PeterPeter, who likes to be called “Lucky,” considers San Francisco the place where he grew up and learned to survive. It was here that doors first began to open to him. One of those doors led to Project Homeless Connect, where he arrived with “my tail between my legs,” humbled by the need to seek help.
“In spite of all the potential that I have in life, it is possible for me to make the wrong decision or to make a decision that doesn’t lead me down a very healthy path or lifestyle. And it is possible to trust the wrong people or allow the wrong people to trust me.”
Some people might take a look at Lucky’s life before PHC and agree. They might consider his chosen name ironic.
The road was a challenging one. In Sacramento, Lucky introduced his first gay lover, a man who was HIV positive, to crystal meth. Lucky thought they both could control the drug. Instead, it controlled them. His lover “lost his job, lost his place to live, lost his family, lost everything,” and ended up moving in with Lucky. Lucky tried supporting them both while putting himself through school, but the responsibility soon overwhelmed him. He urged his lover to return home to his parents in Stockton. “They love you,” Lucky told him. “I love you too but not as much as they do. Just go home.” In the end, they compromised by moving to Stockton together.
Now, Lucky himself is positive for HIV as well as for Hepatitis C. To remind himself not to give up, he once asked a college instructor to write in his yearbook, “Don’t let ‘em get you down. You can accomplish anything you want.”
Since arriving in San Francisco three years ago, he has accomplished a lot. “This is the gay mecca for a lot of people from all over the world and I ran into quite a few people who were still making their trip to Mecca.” Some of those same people helped him along; some he followed down the wrong path.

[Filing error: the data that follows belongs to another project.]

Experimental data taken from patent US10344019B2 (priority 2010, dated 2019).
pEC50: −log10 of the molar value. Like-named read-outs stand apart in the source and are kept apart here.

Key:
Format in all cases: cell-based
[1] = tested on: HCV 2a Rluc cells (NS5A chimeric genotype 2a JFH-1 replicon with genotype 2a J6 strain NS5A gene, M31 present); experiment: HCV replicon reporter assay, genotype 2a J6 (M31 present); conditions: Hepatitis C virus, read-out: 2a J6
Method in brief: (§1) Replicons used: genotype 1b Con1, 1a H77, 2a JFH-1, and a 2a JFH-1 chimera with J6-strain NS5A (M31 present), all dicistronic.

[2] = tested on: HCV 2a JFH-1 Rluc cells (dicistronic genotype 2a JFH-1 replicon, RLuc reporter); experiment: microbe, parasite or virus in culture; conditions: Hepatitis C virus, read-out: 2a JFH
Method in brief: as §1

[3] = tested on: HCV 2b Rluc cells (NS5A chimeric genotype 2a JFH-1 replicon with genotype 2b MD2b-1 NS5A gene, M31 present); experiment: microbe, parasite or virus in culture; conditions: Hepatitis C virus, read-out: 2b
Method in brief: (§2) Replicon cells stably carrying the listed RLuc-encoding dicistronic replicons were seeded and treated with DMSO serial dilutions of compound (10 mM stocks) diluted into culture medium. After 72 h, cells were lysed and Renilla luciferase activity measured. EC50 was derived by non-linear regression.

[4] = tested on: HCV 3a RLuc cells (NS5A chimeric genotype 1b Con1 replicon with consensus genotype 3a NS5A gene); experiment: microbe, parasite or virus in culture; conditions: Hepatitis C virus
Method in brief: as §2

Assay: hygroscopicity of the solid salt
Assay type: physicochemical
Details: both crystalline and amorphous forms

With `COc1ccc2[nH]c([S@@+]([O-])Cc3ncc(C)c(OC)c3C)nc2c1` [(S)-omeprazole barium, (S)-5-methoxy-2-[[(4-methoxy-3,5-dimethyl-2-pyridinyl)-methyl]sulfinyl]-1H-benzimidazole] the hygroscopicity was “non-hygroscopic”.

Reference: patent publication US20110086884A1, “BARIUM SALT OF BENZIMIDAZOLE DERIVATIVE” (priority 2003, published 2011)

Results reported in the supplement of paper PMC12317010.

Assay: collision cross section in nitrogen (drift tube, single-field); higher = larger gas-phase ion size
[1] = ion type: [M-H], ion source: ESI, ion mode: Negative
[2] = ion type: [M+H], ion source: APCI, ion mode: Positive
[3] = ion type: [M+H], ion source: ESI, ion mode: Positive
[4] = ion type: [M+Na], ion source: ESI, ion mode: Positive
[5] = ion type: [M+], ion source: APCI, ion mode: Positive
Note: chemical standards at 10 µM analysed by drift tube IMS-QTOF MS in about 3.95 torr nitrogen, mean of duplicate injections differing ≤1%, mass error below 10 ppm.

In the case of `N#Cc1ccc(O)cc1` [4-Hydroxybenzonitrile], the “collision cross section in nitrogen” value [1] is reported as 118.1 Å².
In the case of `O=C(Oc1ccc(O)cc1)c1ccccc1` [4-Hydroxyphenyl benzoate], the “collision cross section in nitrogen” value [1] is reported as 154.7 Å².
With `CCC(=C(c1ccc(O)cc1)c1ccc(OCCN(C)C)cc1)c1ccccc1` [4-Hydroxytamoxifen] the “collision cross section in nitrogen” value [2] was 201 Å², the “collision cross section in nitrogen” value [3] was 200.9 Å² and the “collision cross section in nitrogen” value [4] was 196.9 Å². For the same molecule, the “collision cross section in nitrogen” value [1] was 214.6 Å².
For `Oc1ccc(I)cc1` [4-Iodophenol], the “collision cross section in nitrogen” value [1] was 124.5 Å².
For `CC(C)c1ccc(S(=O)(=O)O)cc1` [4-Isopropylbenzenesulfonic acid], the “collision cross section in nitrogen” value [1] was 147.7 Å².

“I was playing around trying to figure out who I was and figuring out what would make me popular in the straight world so that I could fit in and I could make myself a commodity. However, what I soon came to realize out of all the people who could teach it to me was some Judeo-Christian ethic guy who was really into trying to help everybody and everything and everyone. He said, ‘Why are you trying to find your niche to where you belong? The niche to where you belong finds you.’”
Lucky’s niche found him here. Before he came to the city, he was considering earning a credential to teach children how to swim and play water polo. A former NCAA (National College Athletic Association) swimmer and water polo player, Lucky wanted to pass on what he had learned. An experience in San Francisco changed his direction. “I got to serve on the curriculum committee for one of the community colleges and they only let two students in the whole school do that.” Committee members encouraged him to consider a career in college administration, so he involved himself more in the world of academia, joined the Associate Student Body, served on other committees, and worked with the Academic Senate.
He also discovered that, although he had been a poor math student, he excelled at Statistics. “People said, ‘You should be a math teacher, you should be an English teacher.’ And then quickly I started asking myself, ‘What do I want to do for the future? What are my hopes?’”
One of his hopes is to become the first copy editor to put together a college reader for classes he would call, “Queer 1A and Queer 1B.” The courses would cover queer, bisexual, and lesbian literature. He would make them mandatory for graduation. It’s a dream he might not have dreamed in another city. San Francisco has provided him with a “plethora of opportunities,” including those provided by PHC. He sees himself now as full of potential.
As his former mentor might have put it, he has found the square hole into which his square peg fits.